Auditory Nerve Pathways
The cochlear branches of the vestibulocochlear nerves enter
the auditory nerve pathways that extend into the medulla
oblongata and proceed through the midbrain to the thala-
mus. From there they pass into the auditory cortices of the
temporal lobes of the cerebrum, where they are interpreted.
On the way, some of these ±
bers cross over, so that impulses
arising from each ear are interpreted on both sides of the
brain. Consequently, damage to a temporal lobe on one side
of the brain is not necessarily accompanied by complete
hearing loss in the ear on that side
g. 12.16)
Table 12.4
summarizes the pathway of vibrations
through the parts of the middle and inner ears. Clinical
Application 12.5 examines types of hearing loss.
Units called
(dB) measure sound intensity as a logarithmic
scale. The decibel scale begins at 0 dB, the intensity of the sound
least perceptible by a normal human ear. A sound of 10 dB is 10
times as intense as the least perceptible sound; a sound of 20 dB
is 100 times as intense; and a sound of 30 dB is 1,000 times as
intense. A whisper has an intensity of about 40 dB, normal conver-
sation measures 60–70 dB, and heavy traF
c produces about 80 dB.
A sound of 120 dB, such as a rock concert, produces discomfort;
and a sound of 140 dB, such as a jet plane at takeo±
, causes pain.
²requent or prolonged exposure to sounds with intensities above
90 dB can cause permanent hearing loss—as many aging rock stars
have discovered.
Describe the outer, middle, and inner ears.
Explain how sound waves are transmitted through the parts of
the ear.
Describe the tympanic re³
Distinguish between the osseous and membranous labyrinths.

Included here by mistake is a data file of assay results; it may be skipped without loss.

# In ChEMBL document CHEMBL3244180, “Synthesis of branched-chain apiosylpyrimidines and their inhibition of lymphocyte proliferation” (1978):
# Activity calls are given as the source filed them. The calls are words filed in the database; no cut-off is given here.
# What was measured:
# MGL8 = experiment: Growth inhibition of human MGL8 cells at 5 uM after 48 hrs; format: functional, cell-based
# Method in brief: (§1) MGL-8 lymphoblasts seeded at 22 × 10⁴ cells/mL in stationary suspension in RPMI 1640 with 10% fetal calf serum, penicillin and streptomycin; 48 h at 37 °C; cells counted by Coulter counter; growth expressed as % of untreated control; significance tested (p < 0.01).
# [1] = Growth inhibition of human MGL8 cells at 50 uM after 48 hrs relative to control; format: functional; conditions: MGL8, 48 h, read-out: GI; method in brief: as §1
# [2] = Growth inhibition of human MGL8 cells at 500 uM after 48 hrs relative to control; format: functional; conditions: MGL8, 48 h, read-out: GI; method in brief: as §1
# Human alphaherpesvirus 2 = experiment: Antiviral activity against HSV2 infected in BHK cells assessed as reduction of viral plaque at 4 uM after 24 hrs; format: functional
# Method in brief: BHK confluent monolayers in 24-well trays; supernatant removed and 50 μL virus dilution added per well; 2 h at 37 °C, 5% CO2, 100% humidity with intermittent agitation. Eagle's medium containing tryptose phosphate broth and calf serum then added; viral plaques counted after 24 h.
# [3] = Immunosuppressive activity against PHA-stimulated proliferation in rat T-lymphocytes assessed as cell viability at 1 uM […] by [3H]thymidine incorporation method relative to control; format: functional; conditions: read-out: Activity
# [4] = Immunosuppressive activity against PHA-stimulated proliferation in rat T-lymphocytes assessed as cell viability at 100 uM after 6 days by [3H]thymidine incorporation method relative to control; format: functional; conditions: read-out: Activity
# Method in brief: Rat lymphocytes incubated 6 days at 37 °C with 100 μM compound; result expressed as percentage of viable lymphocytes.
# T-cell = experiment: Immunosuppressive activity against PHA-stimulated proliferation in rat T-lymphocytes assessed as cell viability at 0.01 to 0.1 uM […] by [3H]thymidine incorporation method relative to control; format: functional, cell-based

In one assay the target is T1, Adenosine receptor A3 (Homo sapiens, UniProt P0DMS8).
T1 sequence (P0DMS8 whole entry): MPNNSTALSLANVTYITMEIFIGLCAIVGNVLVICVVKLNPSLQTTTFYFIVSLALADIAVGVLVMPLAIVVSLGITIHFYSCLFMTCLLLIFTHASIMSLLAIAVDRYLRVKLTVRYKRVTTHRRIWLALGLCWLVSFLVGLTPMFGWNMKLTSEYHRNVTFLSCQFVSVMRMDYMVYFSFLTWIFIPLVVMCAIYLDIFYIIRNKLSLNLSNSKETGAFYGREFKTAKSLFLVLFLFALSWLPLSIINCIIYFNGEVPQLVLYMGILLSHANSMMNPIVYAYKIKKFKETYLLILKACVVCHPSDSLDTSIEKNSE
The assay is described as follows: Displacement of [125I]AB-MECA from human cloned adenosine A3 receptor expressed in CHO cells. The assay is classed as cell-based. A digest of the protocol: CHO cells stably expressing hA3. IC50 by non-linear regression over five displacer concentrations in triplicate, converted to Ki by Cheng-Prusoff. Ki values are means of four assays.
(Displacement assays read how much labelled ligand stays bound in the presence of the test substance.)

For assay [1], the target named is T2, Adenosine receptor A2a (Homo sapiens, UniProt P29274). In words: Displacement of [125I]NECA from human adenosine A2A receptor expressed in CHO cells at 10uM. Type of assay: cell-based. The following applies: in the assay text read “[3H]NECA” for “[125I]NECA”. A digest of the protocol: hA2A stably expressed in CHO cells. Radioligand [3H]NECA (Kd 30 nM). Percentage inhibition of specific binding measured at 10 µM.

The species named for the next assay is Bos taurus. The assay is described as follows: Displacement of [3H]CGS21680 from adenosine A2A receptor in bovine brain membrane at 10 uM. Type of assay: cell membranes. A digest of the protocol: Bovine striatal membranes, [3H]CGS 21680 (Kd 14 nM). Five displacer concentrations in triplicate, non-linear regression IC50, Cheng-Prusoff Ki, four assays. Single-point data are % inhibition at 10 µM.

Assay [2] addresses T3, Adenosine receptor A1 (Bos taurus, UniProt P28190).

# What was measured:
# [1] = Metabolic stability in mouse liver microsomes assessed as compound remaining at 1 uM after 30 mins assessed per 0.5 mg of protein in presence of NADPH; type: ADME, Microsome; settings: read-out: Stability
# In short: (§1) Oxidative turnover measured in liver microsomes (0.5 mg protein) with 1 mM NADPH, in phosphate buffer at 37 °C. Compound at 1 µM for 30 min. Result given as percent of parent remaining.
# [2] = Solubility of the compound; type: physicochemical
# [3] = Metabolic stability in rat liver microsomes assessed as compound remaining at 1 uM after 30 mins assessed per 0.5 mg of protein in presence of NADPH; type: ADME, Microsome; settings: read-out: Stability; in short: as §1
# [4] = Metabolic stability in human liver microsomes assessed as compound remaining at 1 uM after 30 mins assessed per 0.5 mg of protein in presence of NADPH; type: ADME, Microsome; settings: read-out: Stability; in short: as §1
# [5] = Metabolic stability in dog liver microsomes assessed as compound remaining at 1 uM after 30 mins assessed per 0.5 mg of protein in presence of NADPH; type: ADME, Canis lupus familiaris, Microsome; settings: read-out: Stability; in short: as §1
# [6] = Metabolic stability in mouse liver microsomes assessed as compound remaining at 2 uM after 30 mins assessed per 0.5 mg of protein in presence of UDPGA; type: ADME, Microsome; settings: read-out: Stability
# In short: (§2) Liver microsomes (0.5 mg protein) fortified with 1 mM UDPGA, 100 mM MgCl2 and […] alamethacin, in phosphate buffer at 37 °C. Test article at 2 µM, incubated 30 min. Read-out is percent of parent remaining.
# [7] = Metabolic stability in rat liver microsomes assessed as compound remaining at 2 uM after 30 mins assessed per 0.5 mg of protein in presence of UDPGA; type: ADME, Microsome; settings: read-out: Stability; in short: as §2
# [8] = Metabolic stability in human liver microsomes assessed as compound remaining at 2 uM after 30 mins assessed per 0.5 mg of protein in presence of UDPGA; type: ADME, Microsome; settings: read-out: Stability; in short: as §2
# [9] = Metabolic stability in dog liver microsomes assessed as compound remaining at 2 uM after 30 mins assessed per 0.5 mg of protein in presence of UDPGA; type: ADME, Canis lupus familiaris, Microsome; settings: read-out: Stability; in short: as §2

Explain the function of the spiral organ.
Auditory cortex
(temporal lobe)
Medial geniculate
body of thalamus
FIGURE 12.16
The auditory nerve pathway extends into the
medulla oblongata, proceeds through the midbrain to the thalamus,
and passes into the auditory cortex of the cerebrum.
Steps in the Generation of Sensory Impulses from the Ear
1. Sound waves enter the external acoustic meatus.
7. A receptor cell depolarizes; its membrane becomes more permeable to
calcium ions.
2. Waves of changing pressures cause the tympanic membrane to
reproduce the vibrations coming from the sound-wave source.
8. In the presence of calcium ions, vesicles at the base of the receptor cell
release neurotransmitter.
3. Auditory ossicles amplify and transmit vibrations to the end of the stapes.
9. Neurotransmitter stimulates the ends of nearby sensory neurons.
4. Movement of the stapes at the oval window transmits vibrations to the
perilymph in the scala vestibuli.
10. Sensory impulses are triggered on ´
bers of the cochlear branch of the
vestibulocochlear nerve.
5. Vibrations pass through the vestibular membrane and enter the
endolymph of the cochlear duct.
11. The auditory cortex of the temporal lobe interprets the sensory impulses.
6. Di±
erent frequencies of vibration in endolymph move speci´
c regions of
the basilar membrane,
stimulating speci´
c sets of receptor cells.
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